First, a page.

“I sense a ‘but’ coming here, Doc,” I said. “Out with it, whatever ‘it’ is.”
The doctor seemed relieved. “Yes, well, I suppose there is something. I couldn’t help noticing that you’ve displayed signs of acute anxiety this week. I didn’t notice that last week, when you came in for the blood work and the stress test.”
‘Anxiety’, Dr. Beckman called it. That was putting the matter lightly. My problems had begun on Tuesday of last week, the day after my visit to Dr. Beckman’s office, for the first part of my full-body exam.
But there was no way I could discuss the past week and a half with Dr. Beckman.
“I don’t think so,” I said, playing dumb. “A little stress at the office maybe. Nothing more.”
I could tell that Dr. Beckman didn’t believe me. You don’t get through medical school without being perceptive.
But in another second my facade would crumble, anyway.
That was when I heard the hoofbeats, thundering down the hallway. I could picture a dark black horse. The animal would be partially rotted from the centuries it had spent in the grave, its muscles and bones exposed here and there. The eyes of the horse would be dead and glassy.
The rider of the horse would be wearing an eighteenth-century military frock coat, also rotted and in tatters, heavy trousers and boots.
The rider would be wearing no hat. Because the rider had no head.
The rider would be wielding a large battlefield sword.
The rider and horse would burst through the door of the exam room. First the Horseman would behead Dr. Beckman. (Dr. Beckman would barely have time to see the blow coming; and he certainly wouldn’t have time to save himself.)
Dr. Beckman’s head would topple from his body and roll to the floor. Then his body would drop, so much dead weight, his neck spurting blood.
And then the Horseman would take my head, too.
I had evaded him for more than forty years. But I would evade him no longer.
A few more seconds passed, and I realized the nature of my delusion. The hoofbeats in the hallway moved past the closed door of the exam room. Then I realized that they were not hoofbeats at all.
What I had heard was the ruckus of a nurse or orderly pushing a caster-wheeled cart atop the tiled floor of the hallway outside the exam room. A perfectly normal sound in any medical building.
I recovered myself. Dr. Beckman was staring at me with narrowed eyes.
“I’m fine,” I said. “I just felt a bit lightheaded for a moment. It’s nothing.”
Dr. Beckman made not even the slightest pretense of accepting my excuse.
“Steve,” he said. “We’ve got to talk.”
Dr. Beckman did not convince me quite that easily. As I’ve said, I’m a divisional manager at Covington Foods. I don’t easily budge when I am not of a mind to do so.
“Have you ever heard of cortisol, Steve?” Dr. Beckman asked me.
I was somewhat puzzled by this seemingly off-the-wall question.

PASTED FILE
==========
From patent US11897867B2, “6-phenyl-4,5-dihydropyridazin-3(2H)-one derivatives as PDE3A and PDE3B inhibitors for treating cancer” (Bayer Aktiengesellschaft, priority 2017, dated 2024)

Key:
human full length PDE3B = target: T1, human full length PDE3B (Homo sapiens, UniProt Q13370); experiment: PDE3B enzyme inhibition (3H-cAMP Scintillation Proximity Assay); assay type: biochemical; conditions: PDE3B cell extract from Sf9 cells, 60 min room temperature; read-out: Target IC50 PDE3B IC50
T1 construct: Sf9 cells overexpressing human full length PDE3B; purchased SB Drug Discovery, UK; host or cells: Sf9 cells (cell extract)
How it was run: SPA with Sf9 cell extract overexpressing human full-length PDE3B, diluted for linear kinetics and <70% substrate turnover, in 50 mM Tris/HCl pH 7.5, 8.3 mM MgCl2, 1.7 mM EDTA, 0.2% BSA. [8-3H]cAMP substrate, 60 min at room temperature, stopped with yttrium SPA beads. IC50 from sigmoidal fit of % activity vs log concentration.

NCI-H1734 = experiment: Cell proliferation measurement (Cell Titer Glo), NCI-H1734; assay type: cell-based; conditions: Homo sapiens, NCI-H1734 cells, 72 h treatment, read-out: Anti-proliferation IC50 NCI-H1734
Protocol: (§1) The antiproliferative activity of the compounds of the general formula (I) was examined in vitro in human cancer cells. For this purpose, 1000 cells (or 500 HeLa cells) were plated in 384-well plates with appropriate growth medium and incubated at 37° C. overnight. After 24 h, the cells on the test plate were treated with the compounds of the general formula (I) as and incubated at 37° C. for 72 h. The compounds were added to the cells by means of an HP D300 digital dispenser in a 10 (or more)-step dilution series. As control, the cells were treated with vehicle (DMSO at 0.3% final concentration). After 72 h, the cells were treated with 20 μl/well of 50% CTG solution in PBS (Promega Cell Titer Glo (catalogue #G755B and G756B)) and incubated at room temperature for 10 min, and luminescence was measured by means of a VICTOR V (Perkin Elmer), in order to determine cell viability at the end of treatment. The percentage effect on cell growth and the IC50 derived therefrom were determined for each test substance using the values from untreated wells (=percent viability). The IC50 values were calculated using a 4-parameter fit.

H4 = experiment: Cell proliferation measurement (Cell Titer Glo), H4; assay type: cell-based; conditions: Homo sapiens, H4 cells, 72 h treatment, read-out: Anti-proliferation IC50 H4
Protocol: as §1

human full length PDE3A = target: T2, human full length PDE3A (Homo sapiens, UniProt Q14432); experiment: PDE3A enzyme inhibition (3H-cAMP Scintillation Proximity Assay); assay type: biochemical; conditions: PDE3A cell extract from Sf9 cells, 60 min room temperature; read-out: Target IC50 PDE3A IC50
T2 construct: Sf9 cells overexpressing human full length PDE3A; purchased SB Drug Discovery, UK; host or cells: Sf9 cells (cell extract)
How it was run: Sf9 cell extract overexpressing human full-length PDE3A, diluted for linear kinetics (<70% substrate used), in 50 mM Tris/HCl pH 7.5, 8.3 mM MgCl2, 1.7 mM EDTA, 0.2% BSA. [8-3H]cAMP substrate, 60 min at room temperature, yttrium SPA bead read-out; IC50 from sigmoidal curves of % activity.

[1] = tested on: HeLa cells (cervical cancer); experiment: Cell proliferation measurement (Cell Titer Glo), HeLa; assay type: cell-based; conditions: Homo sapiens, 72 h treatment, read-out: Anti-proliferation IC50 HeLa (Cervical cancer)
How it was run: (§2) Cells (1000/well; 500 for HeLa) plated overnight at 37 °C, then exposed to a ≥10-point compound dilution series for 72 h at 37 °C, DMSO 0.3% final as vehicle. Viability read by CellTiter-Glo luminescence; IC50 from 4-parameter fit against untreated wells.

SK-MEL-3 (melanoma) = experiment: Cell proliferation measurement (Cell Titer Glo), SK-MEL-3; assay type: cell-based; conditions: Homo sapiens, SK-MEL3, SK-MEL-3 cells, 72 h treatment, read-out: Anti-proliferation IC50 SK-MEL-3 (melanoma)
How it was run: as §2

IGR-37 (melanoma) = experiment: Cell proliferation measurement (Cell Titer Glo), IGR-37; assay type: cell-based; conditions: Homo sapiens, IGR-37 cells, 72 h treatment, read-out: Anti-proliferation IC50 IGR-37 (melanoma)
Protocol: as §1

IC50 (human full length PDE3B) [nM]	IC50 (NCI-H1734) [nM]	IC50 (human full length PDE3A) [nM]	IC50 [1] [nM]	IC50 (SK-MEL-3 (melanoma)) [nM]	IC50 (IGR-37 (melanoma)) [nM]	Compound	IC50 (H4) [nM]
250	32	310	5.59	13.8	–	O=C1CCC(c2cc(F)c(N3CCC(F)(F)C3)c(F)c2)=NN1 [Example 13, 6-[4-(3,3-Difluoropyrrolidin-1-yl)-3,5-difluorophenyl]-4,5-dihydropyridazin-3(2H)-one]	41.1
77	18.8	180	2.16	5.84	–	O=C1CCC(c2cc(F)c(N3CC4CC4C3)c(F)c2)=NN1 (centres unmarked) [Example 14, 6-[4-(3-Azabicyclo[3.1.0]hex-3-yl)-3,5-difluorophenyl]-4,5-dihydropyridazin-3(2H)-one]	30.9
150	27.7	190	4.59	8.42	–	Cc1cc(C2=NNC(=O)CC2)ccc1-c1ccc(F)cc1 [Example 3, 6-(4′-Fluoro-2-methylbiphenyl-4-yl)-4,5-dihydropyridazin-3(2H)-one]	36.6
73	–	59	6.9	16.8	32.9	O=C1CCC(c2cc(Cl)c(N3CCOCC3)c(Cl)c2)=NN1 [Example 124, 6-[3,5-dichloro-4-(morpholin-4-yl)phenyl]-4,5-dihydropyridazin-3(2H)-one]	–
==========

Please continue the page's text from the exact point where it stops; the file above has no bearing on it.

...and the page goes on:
“Maybe,” I said. “I might have heard of it. One of those hormones, isn’t it?”
“Very good,” Dr. Beckman said, nodding. “Exactly. Cortisol is your body’s main stress hormone. As you might be able to guess, your body secretes cortisol when you are under stress. Part of the body’s fight or flight mechanism. A small amount of cortisol is relatively harmless.”
“I have a feeling, Dr. Beckman, that you’re going to tell me that larger quantities of cortisol are not so harmless.”
“Right again, Steve. Over time, large quantities of cortisol can have a myriad of negative effects on your health. And I’m not merely talking about things like a touchy stomach or sleeplessness, though symptoms begin that way. Over time, large amounts of cortisol can lead to autoimmune diseases, heart disease, and even cancer. That’s what chronic stress does to your body.”
I took a moment to take in what Dr. Beckman had just said. It was a sad irony to think that even if the Horseman hadn’t beheaded me forty years ago, the memory of him—these flashbacks—might bring about my death by a thousand proverbial cuts.
In more than forty years, I had told no one about the events that transpired in the summer of 1976. I was the only one left alive who fully remembered them.
Perhaps I had kept my secrets too long. Perhaps I could benefit by opening up, just a little.
Could I tell Dr. Beckman about that horrible summer? No, I didn’t think I could. But perhaps I could tell him about the problems that I had been having more recently.
“Okay, doctor. I suppose I get your point. I have been under a more than usual amount of stress lately. Some very unusual things have been occurring.”
“Unusual?” Dr. Beckman raised his eyebrows.
“Very unusual,” I confirmed.
Dr. Beckman leaned back against the spotless counter where the sink was. He set his clipboard on the counter, near the bottles of rubbing alcohol and hydrogen peroxide.
“By all means, Steve. Do go on. We have some time left in your appointment hour.”
I took a deep breath before beginning. “Okay, Doc. It all began with a quarter.”
“Yes. A quarter.”